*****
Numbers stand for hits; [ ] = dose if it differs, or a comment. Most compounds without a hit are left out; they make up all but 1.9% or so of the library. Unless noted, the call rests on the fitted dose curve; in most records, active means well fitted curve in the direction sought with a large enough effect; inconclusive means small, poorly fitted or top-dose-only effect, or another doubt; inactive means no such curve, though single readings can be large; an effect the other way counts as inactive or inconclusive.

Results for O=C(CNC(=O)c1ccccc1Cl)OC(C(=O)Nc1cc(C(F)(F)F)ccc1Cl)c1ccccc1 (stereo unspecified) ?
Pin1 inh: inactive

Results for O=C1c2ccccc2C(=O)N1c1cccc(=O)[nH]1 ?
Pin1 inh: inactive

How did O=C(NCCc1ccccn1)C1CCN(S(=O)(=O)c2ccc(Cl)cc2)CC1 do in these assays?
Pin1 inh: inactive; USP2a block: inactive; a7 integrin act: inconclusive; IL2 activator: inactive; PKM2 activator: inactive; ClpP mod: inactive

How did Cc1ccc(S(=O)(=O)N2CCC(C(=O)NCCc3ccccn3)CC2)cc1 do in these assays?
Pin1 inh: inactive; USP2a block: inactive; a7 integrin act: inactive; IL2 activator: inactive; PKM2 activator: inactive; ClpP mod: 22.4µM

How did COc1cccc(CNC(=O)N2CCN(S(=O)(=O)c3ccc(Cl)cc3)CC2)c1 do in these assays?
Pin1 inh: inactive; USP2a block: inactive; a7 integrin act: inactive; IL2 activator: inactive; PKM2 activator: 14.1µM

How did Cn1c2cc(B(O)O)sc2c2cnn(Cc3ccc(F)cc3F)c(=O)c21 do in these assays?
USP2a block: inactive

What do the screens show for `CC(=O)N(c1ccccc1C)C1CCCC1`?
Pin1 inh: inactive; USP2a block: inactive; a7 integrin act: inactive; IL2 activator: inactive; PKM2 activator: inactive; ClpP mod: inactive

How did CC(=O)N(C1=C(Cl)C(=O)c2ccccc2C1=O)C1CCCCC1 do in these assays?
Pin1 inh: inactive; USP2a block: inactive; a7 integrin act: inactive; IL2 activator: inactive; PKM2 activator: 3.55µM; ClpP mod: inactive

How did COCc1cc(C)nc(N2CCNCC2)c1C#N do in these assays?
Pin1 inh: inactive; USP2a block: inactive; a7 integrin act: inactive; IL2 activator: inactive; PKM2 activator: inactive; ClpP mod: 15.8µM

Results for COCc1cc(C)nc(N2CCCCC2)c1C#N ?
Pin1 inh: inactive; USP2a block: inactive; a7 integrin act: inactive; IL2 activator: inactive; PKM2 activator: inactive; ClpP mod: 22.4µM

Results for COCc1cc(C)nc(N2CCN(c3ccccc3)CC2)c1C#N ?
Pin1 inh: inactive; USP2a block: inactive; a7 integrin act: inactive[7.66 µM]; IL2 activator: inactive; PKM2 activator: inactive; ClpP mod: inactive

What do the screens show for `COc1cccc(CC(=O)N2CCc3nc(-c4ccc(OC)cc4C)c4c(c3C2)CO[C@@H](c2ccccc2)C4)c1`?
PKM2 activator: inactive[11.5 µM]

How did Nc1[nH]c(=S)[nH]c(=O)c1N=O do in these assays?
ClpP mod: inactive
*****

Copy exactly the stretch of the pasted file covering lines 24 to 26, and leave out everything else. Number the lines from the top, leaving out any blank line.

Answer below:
What do the screens show for `COc1cccc(CC(=O)N2CCc3nc(-c4ccc(OC)cc4C)c4c(c3C2)CO[C@@H](c2ccccc2)C4)c1`?
PKM2 activator: inactive[11.5 µM]

How did Nc1[nH]c(=S)[nH]c(=O)c1N=O do in these assays?